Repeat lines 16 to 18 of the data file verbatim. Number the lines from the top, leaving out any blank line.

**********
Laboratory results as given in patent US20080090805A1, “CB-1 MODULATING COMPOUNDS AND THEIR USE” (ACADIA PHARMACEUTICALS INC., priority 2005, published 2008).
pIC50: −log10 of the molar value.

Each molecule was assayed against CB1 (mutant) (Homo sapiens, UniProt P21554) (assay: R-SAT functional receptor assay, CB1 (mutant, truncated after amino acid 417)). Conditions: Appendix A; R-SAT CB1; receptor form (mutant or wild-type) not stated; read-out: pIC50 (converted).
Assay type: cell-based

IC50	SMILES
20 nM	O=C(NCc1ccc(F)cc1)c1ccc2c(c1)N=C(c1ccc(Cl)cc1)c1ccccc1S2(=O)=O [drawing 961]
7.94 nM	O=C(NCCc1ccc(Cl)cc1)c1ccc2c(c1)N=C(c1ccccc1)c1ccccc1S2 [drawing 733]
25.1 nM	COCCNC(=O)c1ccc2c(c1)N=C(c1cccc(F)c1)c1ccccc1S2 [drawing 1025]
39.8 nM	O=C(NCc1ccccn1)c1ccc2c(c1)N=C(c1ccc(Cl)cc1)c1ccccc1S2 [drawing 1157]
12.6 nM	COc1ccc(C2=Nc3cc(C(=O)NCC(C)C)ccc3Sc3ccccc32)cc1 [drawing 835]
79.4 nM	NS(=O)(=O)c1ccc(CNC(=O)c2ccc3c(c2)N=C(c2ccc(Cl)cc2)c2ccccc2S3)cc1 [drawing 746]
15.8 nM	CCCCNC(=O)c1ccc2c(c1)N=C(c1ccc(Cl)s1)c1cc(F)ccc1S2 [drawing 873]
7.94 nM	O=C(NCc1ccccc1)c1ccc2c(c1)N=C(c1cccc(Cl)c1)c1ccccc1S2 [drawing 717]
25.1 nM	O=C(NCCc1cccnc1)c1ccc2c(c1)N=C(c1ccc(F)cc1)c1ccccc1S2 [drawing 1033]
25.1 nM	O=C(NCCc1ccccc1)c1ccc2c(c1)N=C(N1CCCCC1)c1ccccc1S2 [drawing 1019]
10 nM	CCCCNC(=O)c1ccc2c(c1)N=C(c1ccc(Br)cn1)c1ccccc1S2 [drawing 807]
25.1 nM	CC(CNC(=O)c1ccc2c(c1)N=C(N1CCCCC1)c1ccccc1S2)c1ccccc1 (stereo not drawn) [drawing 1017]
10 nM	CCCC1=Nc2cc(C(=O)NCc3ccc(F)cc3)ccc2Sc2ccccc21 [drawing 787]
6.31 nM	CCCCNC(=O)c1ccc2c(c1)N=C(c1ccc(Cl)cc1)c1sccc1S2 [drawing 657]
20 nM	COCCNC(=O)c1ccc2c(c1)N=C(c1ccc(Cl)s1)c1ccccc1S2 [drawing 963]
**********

10 nM	CCCCNC(=O)c1ccc2c(c1)N=C(c1ccc(Br)cn1)c1ccccc1S2 [drawing 807]
25.1 nM	CC(CNC(=O)c1ccc2c(c1)N=C(N1CCCCC1)c1ccccc1S2)c1ccccc1 (stereo not drawn) [drawing 1017]
10 nM	CCCC1=Nc2cc(C(=O)NCc3ccc(F)cc3)ccc2Sc2ccccc21 [drawing 787]